If you are considering applying to an online study programme, you probably want to know how the whole system works, to see if it’s really a good fit for you. And that’s a wise thing to do because there are several key differences between distance learning and traditional on-campus studies.
Your distance studies are usually divided into four main parts: forum discussions, maintaining a personal portfolio, writing assignments, preparing for exams, taking exams. Some examples of universities that have online programmes following this structure are:
- Arden University
- RMIT University
- Nottingham Trent University Online
- Walden University
- The Open University UK
- University of Birmingham Online
You’ll need to go through each of these sections in order to pass your course. A final mark is usually calculated at the end of the term over your performance. An example would be 20% on your performance in the discussions, 30% for your assignment, 30% for your portfolio and 20% for the final exam (MCQ).
Okay, but what do all of these parts of an online degree really entail? Worry not, our friend we have some clarifying examples on how distance learning assessment works in practice.
How forum discussions work in distance learning
The main subject is split into various topics. For example, if the main subject is Creative Writing, this is split up into plot, structure, narrative techniques, language etc. Similarly, the subject chosen by you will also be divided into other smaller discussion topics.
To be able to make high-quality contributions to the discussions, you have to go through various websites and online journals to get relevant information which others have not discovered, which you should present in your own words.
Your supervisor will be following your comments every 2 or 3 days and he or she will point out your mistakes. This will be visible to all the students of your group. So, write your text, save it and check for mistakes before submitting your discussion.
The marks are given for the total number and quality of discussions you had during the course. That means the more active you are the better your score will be. Discussions can be a bit time consuming, but, you will notice that the new information you are gaining through the forum is enormous.
How to maintain a portfolio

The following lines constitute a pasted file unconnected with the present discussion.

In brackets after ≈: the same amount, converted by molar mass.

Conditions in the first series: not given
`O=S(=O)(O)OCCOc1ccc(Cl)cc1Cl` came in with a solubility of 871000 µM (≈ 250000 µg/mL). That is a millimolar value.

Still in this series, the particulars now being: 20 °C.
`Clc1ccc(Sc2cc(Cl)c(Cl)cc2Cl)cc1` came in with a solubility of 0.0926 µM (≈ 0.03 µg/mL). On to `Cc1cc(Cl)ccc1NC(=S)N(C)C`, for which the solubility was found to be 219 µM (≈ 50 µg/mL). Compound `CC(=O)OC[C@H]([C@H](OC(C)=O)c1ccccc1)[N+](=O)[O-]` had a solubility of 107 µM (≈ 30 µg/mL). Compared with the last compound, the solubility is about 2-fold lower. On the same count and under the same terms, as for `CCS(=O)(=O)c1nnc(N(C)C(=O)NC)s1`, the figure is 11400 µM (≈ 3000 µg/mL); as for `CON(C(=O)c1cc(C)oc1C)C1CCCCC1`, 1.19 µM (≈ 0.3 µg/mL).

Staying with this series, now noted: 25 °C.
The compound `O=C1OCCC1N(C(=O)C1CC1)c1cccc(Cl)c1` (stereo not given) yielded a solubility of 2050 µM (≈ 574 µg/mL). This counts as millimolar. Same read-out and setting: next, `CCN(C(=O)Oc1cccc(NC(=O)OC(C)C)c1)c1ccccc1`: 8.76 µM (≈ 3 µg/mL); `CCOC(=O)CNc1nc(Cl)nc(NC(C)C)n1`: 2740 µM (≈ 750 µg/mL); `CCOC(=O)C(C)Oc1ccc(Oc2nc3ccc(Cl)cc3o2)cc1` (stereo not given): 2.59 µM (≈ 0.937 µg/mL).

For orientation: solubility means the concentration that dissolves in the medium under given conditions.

When you discuss a topic in the forum, you can enter your key learning points in your personal portfolio. Such a portfolio represents your personal reflections on what you learnt in the discussion.
It shows the examiner how much knowledge you have gained and how you will use it in your daily practice. You can always organize it as a diary. Typically, your supervisor will check your entries every week and will comment on the material.
How assignments are given in online learning
For each online course, you need to complete one assignment on a topic which will be given to you by the supervisor. Usually, you can choose from several topics provided, e.g. a choice of 3 or 4 topics. As opposed to your portfolio, in most cases, you will receive feedback only at the end of the term, when results are announced.
What’s always a good idea is to start working on an assignment as soon as possible. You can do this by adding to it every day until you complete the subject. That way you’ll always include info that’s fresh in your mind.
Taking the exams online
Studying an online programme doesn't mean you won't have to take semester exams and/or final exams. These are sometimes referred to as MCQ (computer-administered multi-choice question examination). The exam dates will be announced some time before and you usually get a 48 hours window to sit for the exam.
The great side of online studies is that you’ll have open book exams, meaning you may use any material you have available. Of course, using your own notes is a huge advantage, but you might want to quickly google some additional facts. The questions will cover the same topics discussed in the forum.
In general, MCQs will be a score of correct answers out of 20 in total. For example, you may be expected to get 12 out of 20 to pass. Of course, each university will set its own passing grades and rules.
Now it's your turn!
So now you know what to expect when studying for an online degree. If you feel this approach to studies is what you are looking for, here are more examples of universities where you can study an online Bachelor's or Master's degree: